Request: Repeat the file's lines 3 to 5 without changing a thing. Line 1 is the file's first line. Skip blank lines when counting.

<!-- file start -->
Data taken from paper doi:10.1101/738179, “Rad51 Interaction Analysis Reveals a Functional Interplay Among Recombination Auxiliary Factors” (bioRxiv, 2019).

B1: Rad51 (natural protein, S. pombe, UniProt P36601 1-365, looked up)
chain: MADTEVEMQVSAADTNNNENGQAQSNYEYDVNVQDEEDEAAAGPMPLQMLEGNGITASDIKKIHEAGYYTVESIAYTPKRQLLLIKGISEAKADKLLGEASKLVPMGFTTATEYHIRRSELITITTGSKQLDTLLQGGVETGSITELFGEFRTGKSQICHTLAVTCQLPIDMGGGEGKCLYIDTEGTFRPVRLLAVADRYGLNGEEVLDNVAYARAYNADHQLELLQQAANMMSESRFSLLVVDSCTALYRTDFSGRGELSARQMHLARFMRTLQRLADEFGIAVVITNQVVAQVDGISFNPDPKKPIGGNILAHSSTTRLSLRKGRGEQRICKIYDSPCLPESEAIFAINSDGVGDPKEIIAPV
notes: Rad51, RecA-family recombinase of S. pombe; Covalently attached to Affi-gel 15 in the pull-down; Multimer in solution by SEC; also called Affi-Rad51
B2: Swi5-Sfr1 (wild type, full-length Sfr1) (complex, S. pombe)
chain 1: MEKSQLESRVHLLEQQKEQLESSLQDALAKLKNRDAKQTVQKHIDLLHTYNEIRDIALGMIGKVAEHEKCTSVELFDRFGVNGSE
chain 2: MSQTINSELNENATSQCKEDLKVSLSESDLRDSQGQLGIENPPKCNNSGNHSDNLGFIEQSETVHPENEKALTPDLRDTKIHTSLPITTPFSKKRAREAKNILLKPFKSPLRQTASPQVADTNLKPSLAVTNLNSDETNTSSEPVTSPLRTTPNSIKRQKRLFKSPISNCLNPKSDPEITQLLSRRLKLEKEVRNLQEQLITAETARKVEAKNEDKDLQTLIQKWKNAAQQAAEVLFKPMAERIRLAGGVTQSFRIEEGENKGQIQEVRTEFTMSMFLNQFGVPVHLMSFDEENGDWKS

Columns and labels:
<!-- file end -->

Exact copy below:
chain: MADTEVEMQVSAADTNNNENGQAQSNYEYDVNVQDEEDEAAAGPMPLQMLEGNGITASDIKKIHEAGYYTVESIAYTPKRQLLLIKGISEAKADKLLGEASKLVPMGFTTATEYHIRRSELITITTGSKQLDTLLQGGVETGSITELFGEFRTGKSQICHTLAVTCQLPIDMGGGEGKCLYIDTEGTFRPVRLLAVADRYGLNGEEVLDNVAYARAYNADHQLELLQQAANMMSESRFSLLVVDSCTALYRTDFSGRGELSARQMHLARFMRTLQRLADEFGIAVVITNQVVAQVDGISFNPDPKKPIGGNILAHSSTTRLSLRKGRGEQRICKIYDSPCLPESEAIFAINSDGVGDPKEIIAPV
notes: Rad51, RecA-family recombinase of S. pombe; Covalently attached to Affi-gel 15 in the pull-down; Multimer in solution by SEC; also called Affi-Rad51
B2: Swi5-Sfr1 (wild type, full-length Sfr1) (complex, S. pombe)